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Weekly Summary of Financial Markets 12-23-2013

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Now that the U.S. is headed toward recovery appeared the International Monetary Fund (IMF) which has predicted that the U.S. economy will grow faster.
Thus the IMF goes to support the FED following the change in leadership and the recent decision to reduce bond purchases.
Christine Lagarde, head of the IMF praised the Federal Reserve’s decision to gradually reduce debt purchases, emphasizing the upturn in economic growth.
The growth forecast for the U.S. in 2014 according to the IMF is 2.6 percent after the growing of 1.6 percent this year.
However, the only item that appears like a cloud on the horizon is the debt ceiling. Recent discussions in order to increase the debt ceiling were complicated and it appears that could be even worse in the future.
These discussions in Congress could cause a conflict difficult  to unlock and whose result could affect the global economy.
The U.S. Congress, which is very divided among party ranks, managed last week to approve a limited two-year budget agreement to reduce some planned spending cuts and limit the risk of a government shutdown.
But the law does not prevent a possible debt default in United States which could happen if Congress does not increase the country’s borrowing limit.
The administration of President Barack Obama has warned that the government could run out of the necessary borrowing power to pay its bills in February if lawmakers do not quickly increase the debt ceiling.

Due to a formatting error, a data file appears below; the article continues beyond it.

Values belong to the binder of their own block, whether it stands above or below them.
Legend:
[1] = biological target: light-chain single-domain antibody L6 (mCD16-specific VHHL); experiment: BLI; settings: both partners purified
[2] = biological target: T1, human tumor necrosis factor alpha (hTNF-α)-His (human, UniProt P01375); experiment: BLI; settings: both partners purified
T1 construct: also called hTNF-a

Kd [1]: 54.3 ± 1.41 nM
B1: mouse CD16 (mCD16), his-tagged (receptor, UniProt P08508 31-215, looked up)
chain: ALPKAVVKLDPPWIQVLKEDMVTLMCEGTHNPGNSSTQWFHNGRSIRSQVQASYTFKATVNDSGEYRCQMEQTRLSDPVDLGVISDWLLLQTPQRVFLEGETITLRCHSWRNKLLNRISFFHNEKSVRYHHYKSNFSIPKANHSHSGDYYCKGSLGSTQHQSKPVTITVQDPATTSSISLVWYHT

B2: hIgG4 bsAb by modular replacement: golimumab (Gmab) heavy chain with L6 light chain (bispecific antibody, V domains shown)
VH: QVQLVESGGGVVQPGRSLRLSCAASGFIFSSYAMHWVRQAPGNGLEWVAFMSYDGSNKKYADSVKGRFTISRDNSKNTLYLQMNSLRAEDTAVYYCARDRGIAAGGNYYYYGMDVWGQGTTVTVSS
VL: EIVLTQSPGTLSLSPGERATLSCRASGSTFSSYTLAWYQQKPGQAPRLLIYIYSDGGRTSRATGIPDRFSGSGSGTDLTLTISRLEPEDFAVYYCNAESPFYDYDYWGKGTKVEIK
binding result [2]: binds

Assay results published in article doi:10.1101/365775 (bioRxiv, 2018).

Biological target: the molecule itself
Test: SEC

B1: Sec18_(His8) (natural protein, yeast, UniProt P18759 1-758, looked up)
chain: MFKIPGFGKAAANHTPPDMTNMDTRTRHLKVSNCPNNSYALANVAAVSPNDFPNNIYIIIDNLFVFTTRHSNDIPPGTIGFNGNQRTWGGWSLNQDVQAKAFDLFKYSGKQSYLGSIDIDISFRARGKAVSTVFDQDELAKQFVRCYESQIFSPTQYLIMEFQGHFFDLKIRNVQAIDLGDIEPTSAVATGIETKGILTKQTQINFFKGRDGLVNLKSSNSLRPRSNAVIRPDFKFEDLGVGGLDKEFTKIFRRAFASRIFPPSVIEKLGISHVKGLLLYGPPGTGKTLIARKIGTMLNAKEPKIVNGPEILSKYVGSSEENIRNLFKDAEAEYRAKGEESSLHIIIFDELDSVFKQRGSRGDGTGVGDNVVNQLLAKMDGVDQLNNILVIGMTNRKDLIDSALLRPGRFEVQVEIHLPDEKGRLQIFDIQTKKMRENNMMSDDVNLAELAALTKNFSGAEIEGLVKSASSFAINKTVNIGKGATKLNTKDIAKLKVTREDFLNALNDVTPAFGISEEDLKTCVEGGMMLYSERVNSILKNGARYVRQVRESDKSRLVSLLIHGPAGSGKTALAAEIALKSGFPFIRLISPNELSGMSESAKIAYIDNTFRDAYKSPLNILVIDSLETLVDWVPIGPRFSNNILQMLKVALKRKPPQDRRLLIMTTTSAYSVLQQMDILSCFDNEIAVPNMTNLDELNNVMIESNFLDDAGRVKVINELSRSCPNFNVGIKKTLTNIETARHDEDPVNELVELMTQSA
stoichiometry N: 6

The next battle will be in February and the Congress should quickly approve the increase in the debt otherwise this would have negative consequences.

Japan is planning to issue more debt

Now we change the focus of the information to Japan. The Japanese government plans to issue 155.1 billion yen (1.49 billion dollars) in government bonds in the next fiscal year starting in April.
Japan will also increase the issuance of inflation-indexed bonds in 1 trillion yen to 1.6 trillion yen in fiscal year 2014-2015 and could increase more that amount if demand increases, the sources said.
After a year in office, Prime Minister Shinzo Abe will try to approve the budget for the next fiscal year, trying to achieve economic recovery
Japan is trying to estimate the demand that the market will have, and based on these calculations will issue debt. The 30-year government bonds are popular among Japanese life insurers and other institutional investors.
That’s why long-term debt is issued and short-term emissions will be cut.
The goal of Prime Minister Abe is to achieve an annual inflation up to 2 percent to end a long period of deflation and encourage new investment.
If Japan fails to achieve this objetive, the country will be getting into trouble. The country’s debt is huge and this plan will continue to increase the gap between GDP and debt.
The following table shows the abysmal ratio between debt and GDP of the country, far exceeding United States, Greece and other countries.
Major debtor countries in the world
Japan will issue  1.2 trillion yen each month in 20-year bonds, 2.4 trillion yen per month in 10-year debt and 2.7 trillion yen monthly in titles of 5 and 2 years.
The country issued 700,000 million yen per month in 30-year government  bonds eight months of the year and will offer 600,000 million yen per month in 30-year bonds during the four months remaining.

 

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